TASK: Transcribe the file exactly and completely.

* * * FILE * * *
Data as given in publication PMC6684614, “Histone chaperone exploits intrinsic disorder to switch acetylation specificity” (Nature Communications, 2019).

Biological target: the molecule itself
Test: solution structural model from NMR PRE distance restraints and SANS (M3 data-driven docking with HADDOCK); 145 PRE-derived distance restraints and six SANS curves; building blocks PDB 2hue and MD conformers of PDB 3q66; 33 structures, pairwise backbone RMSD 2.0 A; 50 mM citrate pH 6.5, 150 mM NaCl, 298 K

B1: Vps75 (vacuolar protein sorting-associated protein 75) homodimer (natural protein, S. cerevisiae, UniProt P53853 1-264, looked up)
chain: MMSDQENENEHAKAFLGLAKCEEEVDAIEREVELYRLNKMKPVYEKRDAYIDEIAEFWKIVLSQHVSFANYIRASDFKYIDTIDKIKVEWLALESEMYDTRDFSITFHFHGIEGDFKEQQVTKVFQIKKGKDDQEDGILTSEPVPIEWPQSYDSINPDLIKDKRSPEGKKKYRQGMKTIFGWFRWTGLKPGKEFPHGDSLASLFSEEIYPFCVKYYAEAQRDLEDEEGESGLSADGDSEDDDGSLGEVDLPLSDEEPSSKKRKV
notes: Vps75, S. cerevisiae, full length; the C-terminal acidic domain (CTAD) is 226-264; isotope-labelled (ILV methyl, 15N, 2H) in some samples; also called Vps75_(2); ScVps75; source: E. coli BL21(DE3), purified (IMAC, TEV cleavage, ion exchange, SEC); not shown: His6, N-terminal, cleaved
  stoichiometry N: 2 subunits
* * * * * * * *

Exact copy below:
Data as given in publication PMC6684614, “Histone chaperone exploits intrinsic disorder to switch acetylation specificity” (Nature Communications, 2019).

Biological target: the molecule itself
Test: solution structural model from NMR PRE distance restraints and SANS (M3 data-driven docking with HADDOCK); 145 PRE-derived distance restraints and six SANS curves; building blocks PDB 2hue and MD conformers of PDB 3q66; 33 structures, pairwise backbone RMSD 2.0 A; 50 mM citrate pH 6.5, 150 mM NaCl, 298 K

B1: Vps75 (vacuolar protein sorting-associated protein 75) homodimer (natural protein, S. cerevisiae, UniProt P53853 1-264, looked up)
chain: MMSDQENENEHAKAFLGLAKCEEEVDAIEREVELYRLNKMKPVYEKRDAYIDEIAEFWKIVLSQHVSFANYIRASDFKYIDTIDKIKVEWLALESEMYDTRDFSITFHFHGIEGDFKEQQVTKVFQIKKGKDDQEDGILTSEPVPIEWPQSYDSINPDLIKDKRSPEGKKKYRQGMKTIFGWFRWTGLKPGKEFPHGDSLASLFSEEIYPFCVKYYAEAQRDLEDEEGESGLSADGDSEDDDGSLGEVDLPLSDEEPSSKKRKV
notes: Vps75, S. cerevisiae, full length; the C-terminal acidic domain (CTAD) is 226-264; isotope-labelled (ILV methyl, 15N, 2H) in some samples; also called Vps75_(2); ScVps75; source: E. coli BL21(DE3), purified (IMAC, TEV cleavage, ion exchange, SEC); not shown: His6, N-terminal, cleaved
  stoichiometry N: 2 subunits